Dani also put forward her own version of Harley Quinn as part of the “Harley Quinn Black + White + Red” series, writing and doing the art for the tenth issue. While both “Coffin Bound” and “The Low, Low Woods” used vibrant color palettes, this book showed how much Dani could do when restricted to only three colors. It also showed that Dani has a side that is not entirely grim.

Whether she is depicted humans tearing off their own skin, the dark happenings of Shudder-to-Think, or one woman’s quest to save her hyenas, Dani’s art never failed to be some of the most original on comic shelves in 2020. – Jodi Odgers

2 (tie). Liana Kangas

Liana Kangas’s art style is difficult to easily describe. I could say that it’s representational, that she has a very expressive grasp of negative space, but that don’t do her skill justice. I could compliment her cool use of line weight shadow but that doesn’t say it well either. Her color choices, when she does color her work, are vibrant, sharp, bright, and often lean pastel or fluorescent. I can’t even say clearly if her influences are more us comics, or animation, or manga, or European in style. What I will say is that when you see her art, it’s clearly and uniquely hers.

Her year started in pretty good shape before things went pear shaped for 2020. The collection of her 2019 collaboration with Joe Corallo, “She Said Destroy,” arrived on shelves in January for all those who missed he hard to find individual issues. She also was the lead artist on two successful Kickstarter projects: “The Inevitables,” a multimedia project involving an album release as well as a tie in comic, for which she is the artist, and “Trve Kvlt,” an urban fantasy story following the satanic misadventures of a disaffected fast food worker where she is both artist and co-creator. She’s contributed pinups and variant covers for several other self published or crowd funded projects this year in addition to providing one of the covers for the Comixology original “Forgotten Home.” Liana also got her first writing credit in 2020 for “Seeds of Eden” a TKO Short she wrote with “She Said Destroy” co-writer Joe Corallo.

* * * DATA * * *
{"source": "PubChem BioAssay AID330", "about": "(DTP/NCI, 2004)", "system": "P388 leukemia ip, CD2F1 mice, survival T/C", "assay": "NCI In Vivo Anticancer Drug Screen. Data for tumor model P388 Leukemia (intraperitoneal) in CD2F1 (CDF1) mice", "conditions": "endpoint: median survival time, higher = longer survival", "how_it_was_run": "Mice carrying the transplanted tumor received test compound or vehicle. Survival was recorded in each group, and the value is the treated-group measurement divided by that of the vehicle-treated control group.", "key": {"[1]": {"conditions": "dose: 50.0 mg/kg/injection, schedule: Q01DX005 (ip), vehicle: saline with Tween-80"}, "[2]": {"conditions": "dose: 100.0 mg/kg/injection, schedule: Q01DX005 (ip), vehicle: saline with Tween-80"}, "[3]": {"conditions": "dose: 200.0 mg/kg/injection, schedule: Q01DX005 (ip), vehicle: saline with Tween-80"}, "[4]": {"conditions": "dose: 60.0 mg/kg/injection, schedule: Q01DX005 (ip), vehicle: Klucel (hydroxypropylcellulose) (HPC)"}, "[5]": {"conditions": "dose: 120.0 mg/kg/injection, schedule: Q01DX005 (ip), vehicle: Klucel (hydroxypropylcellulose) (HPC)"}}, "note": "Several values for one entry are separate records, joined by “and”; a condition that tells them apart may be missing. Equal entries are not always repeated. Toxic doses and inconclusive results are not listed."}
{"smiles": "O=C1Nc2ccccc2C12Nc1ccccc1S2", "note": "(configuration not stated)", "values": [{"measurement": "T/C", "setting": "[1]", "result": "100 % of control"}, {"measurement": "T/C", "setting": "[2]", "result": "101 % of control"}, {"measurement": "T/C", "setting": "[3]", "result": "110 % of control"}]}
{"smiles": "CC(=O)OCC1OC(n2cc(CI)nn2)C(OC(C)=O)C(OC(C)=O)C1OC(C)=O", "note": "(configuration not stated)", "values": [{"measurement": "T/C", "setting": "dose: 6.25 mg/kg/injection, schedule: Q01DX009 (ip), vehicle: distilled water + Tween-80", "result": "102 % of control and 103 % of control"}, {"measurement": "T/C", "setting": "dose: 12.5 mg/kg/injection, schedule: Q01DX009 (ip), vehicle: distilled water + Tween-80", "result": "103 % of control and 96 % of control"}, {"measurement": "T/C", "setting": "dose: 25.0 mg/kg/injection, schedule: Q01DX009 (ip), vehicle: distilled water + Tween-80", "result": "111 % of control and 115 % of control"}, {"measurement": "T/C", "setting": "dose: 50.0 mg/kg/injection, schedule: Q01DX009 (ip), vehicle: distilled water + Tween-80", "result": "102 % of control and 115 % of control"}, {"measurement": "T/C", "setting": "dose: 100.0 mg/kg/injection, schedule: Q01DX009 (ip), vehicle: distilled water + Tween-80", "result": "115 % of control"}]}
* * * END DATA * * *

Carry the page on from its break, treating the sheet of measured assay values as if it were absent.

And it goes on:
In addition to being a constantly creative artist she’s one the genuinely supportive and positive voices people I have followed in the comics community. Greg Lincoln

1. Joshua Cassara

Joshua Cassara’s artwork keeps getting better. “X-Force” #14’s ‘X of Swords’ battle montage was a striking sequence that managed to capture so many beautiful small moments. Cable, Cypher and Captain Avalon’s unfortunate dinner was as funny as watching Pogg Ur-Pogg push a boulder up a cliff. While I did find this sequence frustrating from a script perspective, Cassara really capitalized on the moment and broke for a humor sequence really well amid some of the incredibly dark themes of the issue. This same story has an incredibly bleak ending closing the door on an important fight for Storm. Issue #9 had an incredibly beautiful double-page spread of The Green Lagoon bar littered with intoxicated mutants. Cassara’s penchant for strong facial expressions and interesting compositions make his art stand out. Cassara helps portray a sense of irony that is juxtaposed with the violence. Issue #9 is yet another chapter of “X-Force” with a gruesome last page that will haunt my nightmares. Cassara is great at drawing terrifying monsters that are scary enough to even give the mutants of Krakoa shivers.

I honestly get the impression that Cassara enjoys telling stories with extreme violence. The way Cassara constantly toys with Wolverine’s flexible anatomy is a great piece of body horror that is always disgusting to Marvel at. Issue #9’s introduction pages are just straight up gross. Watching the X-Men behave so badly in a sheepish manner with a touch of extreme violence is really hard to get right. Somehow Cassara achieves the impossible and measures out all of these different tones really well.

I would love to even see Cassara swap publishers and tell a Swamp Thing story. The plant-like nature of Krakoa and the dark tone of the current X-Men line draw some interesting parallels to Swamp Thing. I can’t help but get a little disappointed every time Cassara is missing from the interiors of “X-Force.” I hope Cassara continues to master his craft with equal measures of humor and violence. I also can’t help but yearn to see him tackle some new genres in the future. “X-Force” is a great comic book and Cassara is an integral part of the creative team. – Alexander Jones

//TAGS | 2020 Year in Review

Multiversity Staff

We are the Multiversity Staff, and we love you very much.